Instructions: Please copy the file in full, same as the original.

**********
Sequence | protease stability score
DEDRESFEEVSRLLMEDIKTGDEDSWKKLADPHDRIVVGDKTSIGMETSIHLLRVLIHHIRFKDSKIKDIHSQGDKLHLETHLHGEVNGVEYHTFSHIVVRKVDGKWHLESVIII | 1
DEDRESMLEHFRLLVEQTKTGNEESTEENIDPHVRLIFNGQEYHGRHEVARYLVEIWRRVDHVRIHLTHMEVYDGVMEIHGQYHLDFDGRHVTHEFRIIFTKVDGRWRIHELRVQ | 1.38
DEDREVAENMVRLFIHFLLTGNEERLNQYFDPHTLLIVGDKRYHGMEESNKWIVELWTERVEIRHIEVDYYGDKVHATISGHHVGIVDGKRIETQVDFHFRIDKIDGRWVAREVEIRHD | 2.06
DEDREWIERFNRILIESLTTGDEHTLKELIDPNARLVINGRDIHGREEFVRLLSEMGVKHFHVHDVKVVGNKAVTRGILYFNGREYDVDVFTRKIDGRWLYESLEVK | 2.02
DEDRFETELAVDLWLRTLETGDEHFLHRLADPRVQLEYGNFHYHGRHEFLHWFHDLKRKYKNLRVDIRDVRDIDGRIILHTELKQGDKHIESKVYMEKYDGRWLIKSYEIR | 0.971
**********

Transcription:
Sequence | protease stability score
DEDRESFEEVSRLLMEDIKTGDEDSWKKLADPHDRIVVGDKTSIGMETSIHLLRVLIHHIRFKDSKIKDIHSQGDKLHLETHLHGEVNGVEYHTFSHIVVRKVDGKWHLESVIII | 1
DEDRESMLEHFRLLVEQTKTGNEESTEENIDPHVRLIFNGQEYHGRHEVARYLVEIWRRVDHVRIHLTHMEVYDGVMEIHGQYHLDFDGRHVTHEFRIIFTKVDGRWRIHELRVQ | 1.38
DEDREVAENMVRLFIHFLLTGNEERLNQYFDPHTLLIVGDKRYHGMEESNKWIVELWTERVEIRHIEVDYYGDKVHATISGHHVGIVDGKRIETQVDFHFRIDKIDGRWVAREVEIRHD | 2.06
DEDREWIERFNRILIESLTTGDEHTLKELIDPNARLVINGRDIHGREEFVRLLSEMGVKHFHVHDVKVVGNKAVTRGILYFNGREYDVDVFTRKIDGRWLYESLEVK | 2.02
DEDRFETELAVDLWLRTLETGDEHFLHRLADPRVQLEYGNFHYHGRHEFLHWFHDLKRKYKNLRVDIRDVRDIDGRIILHTELKQGDKHIESKVYMEKYDGRWLIKSYEIR | 0.971